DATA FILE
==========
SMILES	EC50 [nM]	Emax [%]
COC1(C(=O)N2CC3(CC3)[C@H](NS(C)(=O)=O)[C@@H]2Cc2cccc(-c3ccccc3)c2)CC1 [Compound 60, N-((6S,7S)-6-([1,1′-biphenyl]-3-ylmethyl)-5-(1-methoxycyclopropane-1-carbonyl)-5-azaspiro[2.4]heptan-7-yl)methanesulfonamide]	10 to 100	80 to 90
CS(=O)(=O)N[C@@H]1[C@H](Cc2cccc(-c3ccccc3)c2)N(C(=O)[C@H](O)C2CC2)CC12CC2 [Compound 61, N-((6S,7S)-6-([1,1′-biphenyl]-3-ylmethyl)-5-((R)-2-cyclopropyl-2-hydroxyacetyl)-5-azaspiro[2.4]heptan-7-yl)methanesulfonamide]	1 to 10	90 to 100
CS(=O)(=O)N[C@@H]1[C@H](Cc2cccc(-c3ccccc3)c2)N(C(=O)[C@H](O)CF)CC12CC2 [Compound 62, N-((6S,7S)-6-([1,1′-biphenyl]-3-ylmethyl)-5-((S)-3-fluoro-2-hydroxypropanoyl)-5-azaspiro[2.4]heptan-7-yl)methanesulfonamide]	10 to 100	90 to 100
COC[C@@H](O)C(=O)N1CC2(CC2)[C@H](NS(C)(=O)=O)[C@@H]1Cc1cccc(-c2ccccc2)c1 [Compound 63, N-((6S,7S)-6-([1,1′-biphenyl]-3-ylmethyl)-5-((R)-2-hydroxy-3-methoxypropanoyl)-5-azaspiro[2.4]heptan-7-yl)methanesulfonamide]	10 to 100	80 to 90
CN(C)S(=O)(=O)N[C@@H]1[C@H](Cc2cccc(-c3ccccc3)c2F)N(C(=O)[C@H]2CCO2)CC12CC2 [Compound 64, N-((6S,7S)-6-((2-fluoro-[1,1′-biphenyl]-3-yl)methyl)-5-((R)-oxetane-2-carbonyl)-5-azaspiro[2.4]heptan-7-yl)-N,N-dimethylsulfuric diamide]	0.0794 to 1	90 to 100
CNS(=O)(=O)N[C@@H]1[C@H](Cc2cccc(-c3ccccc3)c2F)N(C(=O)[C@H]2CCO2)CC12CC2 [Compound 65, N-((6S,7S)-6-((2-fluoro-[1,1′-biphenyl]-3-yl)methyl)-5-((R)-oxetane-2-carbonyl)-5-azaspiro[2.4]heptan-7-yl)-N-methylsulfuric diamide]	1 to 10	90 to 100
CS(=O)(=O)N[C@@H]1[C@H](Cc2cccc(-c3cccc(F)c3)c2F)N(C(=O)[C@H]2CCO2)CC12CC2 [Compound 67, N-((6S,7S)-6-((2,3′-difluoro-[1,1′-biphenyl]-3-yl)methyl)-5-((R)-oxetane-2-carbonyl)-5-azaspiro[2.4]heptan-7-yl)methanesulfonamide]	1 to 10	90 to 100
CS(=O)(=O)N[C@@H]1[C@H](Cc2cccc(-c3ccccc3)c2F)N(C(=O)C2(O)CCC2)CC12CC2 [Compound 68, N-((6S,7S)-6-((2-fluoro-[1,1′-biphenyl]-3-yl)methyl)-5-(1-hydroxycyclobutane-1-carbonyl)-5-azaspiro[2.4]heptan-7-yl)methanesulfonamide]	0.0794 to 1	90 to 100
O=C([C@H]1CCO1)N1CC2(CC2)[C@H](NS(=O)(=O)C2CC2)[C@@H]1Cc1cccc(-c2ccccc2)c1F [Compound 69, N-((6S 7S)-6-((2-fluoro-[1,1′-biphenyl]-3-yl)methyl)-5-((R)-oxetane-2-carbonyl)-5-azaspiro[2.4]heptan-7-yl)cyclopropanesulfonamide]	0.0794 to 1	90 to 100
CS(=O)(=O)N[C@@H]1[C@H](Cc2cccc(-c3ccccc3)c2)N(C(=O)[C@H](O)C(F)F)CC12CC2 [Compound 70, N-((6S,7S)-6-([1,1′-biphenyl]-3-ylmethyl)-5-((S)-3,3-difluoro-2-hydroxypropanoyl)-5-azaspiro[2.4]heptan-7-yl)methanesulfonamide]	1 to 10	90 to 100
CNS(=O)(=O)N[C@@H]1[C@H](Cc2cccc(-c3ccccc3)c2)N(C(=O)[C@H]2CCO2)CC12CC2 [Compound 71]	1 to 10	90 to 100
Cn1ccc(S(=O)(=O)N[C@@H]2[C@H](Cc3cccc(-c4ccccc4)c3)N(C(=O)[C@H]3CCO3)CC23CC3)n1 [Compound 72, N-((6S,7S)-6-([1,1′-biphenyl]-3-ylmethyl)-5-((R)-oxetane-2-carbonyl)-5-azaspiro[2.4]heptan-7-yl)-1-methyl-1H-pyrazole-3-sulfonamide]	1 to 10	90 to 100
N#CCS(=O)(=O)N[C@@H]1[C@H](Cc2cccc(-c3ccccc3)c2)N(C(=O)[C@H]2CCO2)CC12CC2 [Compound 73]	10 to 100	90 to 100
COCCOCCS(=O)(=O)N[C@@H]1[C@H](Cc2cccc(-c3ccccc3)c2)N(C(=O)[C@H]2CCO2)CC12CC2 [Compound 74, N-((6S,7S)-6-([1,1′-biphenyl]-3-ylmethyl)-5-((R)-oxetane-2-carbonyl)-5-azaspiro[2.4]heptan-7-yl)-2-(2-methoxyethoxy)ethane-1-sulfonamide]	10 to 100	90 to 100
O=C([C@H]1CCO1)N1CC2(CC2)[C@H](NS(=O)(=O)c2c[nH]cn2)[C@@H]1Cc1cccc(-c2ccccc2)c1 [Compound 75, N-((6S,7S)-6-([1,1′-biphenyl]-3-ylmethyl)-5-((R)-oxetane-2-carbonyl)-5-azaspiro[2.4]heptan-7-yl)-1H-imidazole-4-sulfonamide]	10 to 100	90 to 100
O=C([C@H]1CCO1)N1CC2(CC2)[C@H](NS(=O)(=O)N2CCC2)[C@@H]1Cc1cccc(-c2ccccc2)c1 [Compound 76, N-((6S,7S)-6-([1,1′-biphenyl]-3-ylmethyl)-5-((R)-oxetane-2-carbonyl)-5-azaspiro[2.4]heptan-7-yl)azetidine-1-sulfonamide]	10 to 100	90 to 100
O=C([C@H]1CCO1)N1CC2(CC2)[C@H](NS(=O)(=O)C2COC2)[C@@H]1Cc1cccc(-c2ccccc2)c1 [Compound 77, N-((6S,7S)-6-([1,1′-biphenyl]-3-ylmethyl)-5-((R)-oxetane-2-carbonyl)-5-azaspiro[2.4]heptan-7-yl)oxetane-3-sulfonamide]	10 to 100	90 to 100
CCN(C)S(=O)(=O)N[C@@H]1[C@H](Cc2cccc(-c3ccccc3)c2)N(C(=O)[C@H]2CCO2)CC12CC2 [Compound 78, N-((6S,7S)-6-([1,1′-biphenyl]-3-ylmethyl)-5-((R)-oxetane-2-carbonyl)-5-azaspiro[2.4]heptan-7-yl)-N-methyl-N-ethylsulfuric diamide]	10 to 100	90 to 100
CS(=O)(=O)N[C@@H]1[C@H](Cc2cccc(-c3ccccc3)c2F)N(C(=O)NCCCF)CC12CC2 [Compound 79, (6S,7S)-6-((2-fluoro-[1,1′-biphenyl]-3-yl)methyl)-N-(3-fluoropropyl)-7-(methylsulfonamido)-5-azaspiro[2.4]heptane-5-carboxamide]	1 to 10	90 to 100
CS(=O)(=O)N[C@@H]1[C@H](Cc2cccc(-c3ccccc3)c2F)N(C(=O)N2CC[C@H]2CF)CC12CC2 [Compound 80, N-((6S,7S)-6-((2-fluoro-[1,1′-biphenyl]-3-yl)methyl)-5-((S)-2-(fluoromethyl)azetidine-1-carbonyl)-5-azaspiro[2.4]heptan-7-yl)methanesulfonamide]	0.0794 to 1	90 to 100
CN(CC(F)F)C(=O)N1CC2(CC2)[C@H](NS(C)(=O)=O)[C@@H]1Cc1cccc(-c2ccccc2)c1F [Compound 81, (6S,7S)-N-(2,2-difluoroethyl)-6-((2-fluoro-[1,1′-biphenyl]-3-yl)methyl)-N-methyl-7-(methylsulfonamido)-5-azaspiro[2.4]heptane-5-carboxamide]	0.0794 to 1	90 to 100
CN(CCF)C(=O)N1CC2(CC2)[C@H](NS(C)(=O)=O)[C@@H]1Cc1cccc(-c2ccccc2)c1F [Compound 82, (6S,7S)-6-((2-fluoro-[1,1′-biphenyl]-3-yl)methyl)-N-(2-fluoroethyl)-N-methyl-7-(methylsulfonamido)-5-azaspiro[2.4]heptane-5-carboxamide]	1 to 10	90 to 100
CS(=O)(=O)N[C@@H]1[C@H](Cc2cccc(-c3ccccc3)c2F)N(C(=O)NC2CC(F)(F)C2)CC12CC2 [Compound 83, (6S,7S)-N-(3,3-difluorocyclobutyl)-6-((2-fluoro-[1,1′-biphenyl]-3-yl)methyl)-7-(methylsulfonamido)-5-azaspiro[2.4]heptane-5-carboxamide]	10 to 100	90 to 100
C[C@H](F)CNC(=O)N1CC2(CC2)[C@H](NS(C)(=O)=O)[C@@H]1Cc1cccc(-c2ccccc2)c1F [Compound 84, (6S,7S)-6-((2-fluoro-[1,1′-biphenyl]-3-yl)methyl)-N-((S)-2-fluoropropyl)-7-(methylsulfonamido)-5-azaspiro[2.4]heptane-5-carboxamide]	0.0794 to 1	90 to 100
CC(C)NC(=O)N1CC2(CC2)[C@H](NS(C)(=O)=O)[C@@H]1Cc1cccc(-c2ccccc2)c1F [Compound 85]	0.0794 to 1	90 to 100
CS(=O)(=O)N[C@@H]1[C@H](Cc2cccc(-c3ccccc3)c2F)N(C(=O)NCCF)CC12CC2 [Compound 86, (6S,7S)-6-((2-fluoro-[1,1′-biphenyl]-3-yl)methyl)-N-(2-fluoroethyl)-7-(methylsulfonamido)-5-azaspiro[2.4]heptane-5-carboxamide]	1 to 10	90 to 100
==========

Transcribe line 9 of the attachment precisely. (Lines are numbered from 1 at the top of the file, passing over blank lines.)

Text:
CS(=O)(=O)N[C@@H]1[C@H](Cc2cccc(-c3ccccc3)c2F)N(C(=O)C2(O)CCC2)CC12CC2 [Compound 68, N-((6S,7S)-6-((2-fluoro-[1,1′-biphenyl]-3-yl)methyl)-5-(1-hydroxycyclobutane-1-carbonyl)-5-azaspiro[2.4]heptan-7-yl)methanesulfonamide]	0.0794 to 1	90 to 100